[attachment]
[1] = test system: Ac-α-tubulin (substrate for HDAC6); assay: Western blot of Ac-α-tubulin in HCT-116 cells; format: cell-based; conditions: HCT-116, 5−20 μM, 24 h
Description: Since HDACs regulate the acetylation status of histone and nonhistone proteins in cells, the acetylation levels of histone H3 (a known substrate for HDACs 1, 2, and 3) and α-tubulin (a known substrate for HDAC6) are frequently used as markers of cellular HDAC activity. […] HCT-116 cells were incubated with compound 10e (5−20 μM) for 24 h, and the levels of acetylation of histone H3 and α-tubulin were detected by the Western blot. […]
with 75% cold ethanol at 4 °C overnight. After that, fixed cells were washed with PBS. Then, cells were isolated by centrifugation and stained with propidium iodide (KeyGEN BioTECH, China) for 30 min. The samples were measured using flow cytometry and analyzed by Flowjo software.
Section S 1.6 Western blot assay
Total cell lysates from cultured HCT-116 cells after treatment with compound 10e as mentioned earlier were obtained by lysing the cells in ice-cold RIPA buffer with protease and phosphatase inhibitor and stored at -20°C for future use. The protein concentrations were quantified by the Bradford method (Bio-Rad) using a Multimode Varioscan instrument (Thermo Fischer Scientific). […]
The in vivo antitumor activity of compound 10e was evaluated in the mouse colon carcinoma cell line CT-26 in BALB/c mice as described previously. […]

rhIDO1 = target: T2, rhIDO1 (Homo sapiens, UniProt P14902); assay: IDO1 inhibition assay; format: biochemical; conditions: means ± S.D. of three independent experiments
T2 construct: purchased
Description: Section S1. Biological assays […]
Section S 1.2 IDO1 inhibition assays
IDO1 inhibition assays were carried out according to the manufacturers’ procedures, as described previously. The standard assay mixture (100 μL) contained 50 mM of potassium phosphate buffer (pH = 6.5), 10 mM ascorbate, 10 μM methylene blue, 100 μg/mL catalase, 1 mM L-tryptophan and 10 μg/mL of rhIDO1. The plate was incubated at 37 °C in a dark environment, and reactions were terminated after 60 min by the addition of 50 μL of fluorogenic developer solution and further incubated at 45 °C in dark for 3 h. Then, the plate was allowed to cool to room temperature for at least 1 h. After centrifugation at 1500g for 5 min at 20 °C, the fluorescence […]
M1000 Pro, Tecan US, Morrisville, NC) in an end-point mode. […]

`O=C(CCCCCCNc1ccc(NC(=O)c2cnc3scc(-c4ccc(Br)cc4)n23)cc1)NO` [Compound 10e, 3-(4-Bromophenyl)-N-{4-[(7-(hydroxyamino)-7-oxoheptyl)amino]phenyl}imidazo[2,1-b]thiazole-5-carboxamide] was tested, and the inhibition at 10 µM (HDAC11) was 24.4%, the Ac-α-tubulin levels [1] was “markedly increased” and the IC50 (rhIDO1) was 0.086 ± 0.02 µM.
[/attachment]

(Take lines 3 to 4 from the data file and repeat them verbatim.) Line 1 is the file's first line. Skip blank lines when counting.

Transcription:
with 75% cold ethanol at 4 °C overnight. After that, fixed cells were washed with PBS. Then, cells were isolated by centrifugation and stained with propidium iodide (KeyGEN BioTECH, China) for 30 min. The samples were measured using flow cytometry and analyzed by Flowjo software.
Section S 1.6 Western blot assay